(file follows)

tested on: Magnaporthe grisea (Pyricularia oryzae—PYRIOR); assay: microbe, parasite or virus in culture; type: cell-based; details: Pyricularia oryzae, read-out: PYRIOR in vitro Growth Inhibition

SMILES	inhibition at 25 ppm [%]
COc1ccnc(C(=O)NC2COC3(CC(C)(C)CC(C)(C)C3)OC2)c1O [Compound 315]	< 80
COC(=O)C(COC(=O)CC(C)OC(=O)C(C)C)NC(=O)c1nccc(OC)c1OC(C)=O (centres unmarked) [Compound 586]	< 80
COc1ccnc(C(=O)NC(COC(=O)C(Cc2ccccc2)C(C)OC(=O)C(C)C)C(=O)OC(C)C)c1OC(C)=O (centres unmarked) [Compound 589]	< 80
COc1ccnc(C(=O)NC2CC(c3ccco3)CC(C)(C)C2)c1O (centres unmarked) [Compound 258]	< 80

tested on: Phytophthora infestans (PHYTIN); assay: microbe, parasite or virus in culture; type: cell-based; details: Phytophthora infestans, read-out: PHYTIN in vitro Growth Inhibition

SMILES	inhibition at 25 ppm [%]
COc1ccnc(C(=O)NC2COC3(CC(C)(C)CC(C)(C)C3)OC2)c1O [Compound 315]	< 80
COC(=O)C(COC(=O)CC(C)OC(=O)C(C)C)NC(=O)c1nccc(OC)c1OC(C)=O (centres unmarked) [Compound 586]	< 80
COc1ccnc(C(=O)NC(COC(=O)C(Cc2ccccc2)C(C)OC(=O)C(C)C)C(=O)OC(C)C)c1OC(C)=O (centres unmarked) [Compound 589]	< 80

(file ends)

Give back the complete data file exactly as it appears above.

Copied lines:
tested on: Magnaporthe grisea (Pyricularia oryzae—PYRIOR); assay: microbe, parasite or virus in culture; type: cell-based; details: Pyricularia oryzae, read-out: PYRIOR in vitro Growth Inhibition

SMILES	inhibition at 25 ppm [%]
COc1ccnc(C(=O)NC2COC3(CC(C)(C)CC(C)(C)C3)OC2)c1O [Compound 315]	< 80
COC(=O)C(COC(=O)CC(C)OC(=O)C(C)C)NC(=O)c1nccc(OC)c1OC(C)=O (centres unmarked) [Compound 586]	< 80
COc1ccnc(C(=O)NC(COC(=O)C(Cc2ccccc2)C(C)OC(=O)C(C)C)C(=O)OC(C)C)c1OC(C)=O (centres unmarked) [Compound 589]	< 80
COc1ccnc(C(=O)NC2CC(c3ccco3)CC(C)(C)C2)c1O (centres unmarked) [Compound 258]	< 80

tested on: Phytophthora infestans (PHYTIN); assay: microbe, parasite or virus in culture; type: cell-based; details: Phytophthora infestans, read-out: PHYTIN in vitro Growth Inhibition

SMILES	inhibition at 25 ppm [%]
COc1ccnc(C(=O)NC2COC3(CC(C)(C)CC(C)(C)C3)OC2)c1O [Compound 315]	< 80
COC(=O)C(COC(=O)CC(C)OC(=O)C(C)C)NC(=O)c1nccc(OC)c1OC(C)=O (centres unmarked) [Compound 586]	< 80
COc1ccnc(C(=O)NC(COC(=O)C(Cc2ccccc2)C(C)OC(=O)C(C)C)C(=O)OC(C)C)c1OC(C)=O (centres unmarked) [Compound 589]	< 80